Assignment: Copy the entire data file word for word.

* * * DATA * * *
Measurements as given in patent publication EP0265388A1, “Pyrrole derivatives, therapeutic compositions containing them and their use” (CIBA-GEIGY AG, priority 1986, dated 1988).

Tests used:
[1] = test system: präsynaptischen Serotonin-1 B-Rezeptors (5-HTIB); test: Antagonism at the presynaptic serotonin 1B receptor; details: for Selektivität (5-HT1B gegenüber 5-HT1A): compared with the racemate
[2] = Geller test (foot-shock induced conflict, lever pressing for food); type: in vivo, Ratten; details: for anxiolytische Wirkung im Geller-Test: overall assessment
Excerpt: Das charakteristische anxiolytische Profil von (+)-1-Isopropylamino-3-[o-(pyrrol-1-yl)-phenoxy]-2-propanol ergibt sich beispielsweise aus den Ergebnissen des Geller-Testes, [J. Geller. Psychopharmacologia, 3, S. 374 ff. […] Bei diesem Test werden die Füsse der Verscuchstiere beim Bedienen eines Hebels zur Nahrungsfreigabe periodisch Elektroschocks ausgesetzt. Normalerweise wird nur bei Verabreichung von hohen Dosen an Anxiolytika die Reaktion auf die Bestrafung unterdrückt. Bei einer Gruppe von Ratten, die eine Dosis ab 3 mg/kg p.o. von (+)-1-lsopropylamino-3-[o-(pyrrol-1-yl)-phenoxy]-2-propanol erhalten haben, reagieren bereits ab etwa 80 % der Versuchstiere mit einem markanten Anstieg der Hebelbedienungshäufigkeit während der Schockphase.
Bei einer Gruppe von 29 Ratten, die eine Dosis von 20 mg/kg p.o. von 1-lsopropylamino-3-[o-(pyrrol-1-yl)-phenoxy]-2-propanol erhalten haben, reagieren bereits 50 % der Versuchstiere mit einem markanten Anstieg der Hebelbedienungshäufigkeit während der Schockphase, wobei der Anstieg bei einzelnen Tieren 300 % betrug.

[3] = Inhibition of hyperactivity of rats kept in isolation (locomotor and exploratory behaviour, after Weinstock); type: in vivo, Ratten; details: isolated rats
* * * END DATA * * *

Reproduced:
Measurements as given in patent publication EP0265388A1, “Pyrrole derivatives, therapeutic compositions containing them and their use” (CIBA-GEIGY AG, priority 1986, dated 1988).

Tests used:
[1] = test system: präsynaptischen Serotonin-1 B-Rezeptors (5-HTIB); test: Antagonism at the presynaptic serotonin 1B receptor; details: for Selektivität (5-HT1B gegenüber 5-HT1A): compared with the racemate
[2] = Geller test (foot-shock induced conflict, lever pressing for food); type: in vivo, Ratten; details: for anxiolytische Wirkung im Geller-Test: overall assessment
Excerpt: Das charakteristische anxiolytische Profil von (+)-1-Isopropylamino-3-[o-(pyrrol-1-yl)-phenoxy]-2-propanol ergibt sich beispielsweise aus den Ergebnissen des Geller-Testes, [J. Geller. Psychopharmacologia, 3, S. 374 ff. […] Bei diesem Test werden die Füsse der Verscuchstiere beim Bedienen eines Hebels zur Nahrungsfreigabe periodisch Elektroschocks ausgesetzt. Normalerweise wird nur bei Verabreichung von hohen Dosen an Anxiolytika die Reaktion auf die Bestrafung unterdrückt. Bei einer Gruppe von Ratten, die eine Dosis ab 3 mg/kg p.o. von (+)-1-lsopropylamino-3-[o-(pyrrol-1-yl)-phenoxy]-2-propanol erhalten haben, reagieren bereits ab etwa 80 % der Versuchstiere mit einem markanten Anstieg der Hebelbedienungshäufigkeit während der Schockphase.
Bei einer Gruppe von 29 Ratten, die eine Dosis von 20 mg/kg p.o. von 1-lsopropylamino-3-[o-(pyrrol-1-yl)-phenoxy]-2-propanol erhalten haben, reagieren bereits 50 % der Versuchstiere mit einem markanten Anstieg der Hebelbedienungshäufigkeit während der Schockphase, wobei der Anstieg bei einzelnen Tieren 300 % betrug.

[3] = Inhibition of hyperactivity of rats kept in isolation (locomotor and exploratory behaviour, after Weinstock); type: in vivo, Ratten; details: isolated rats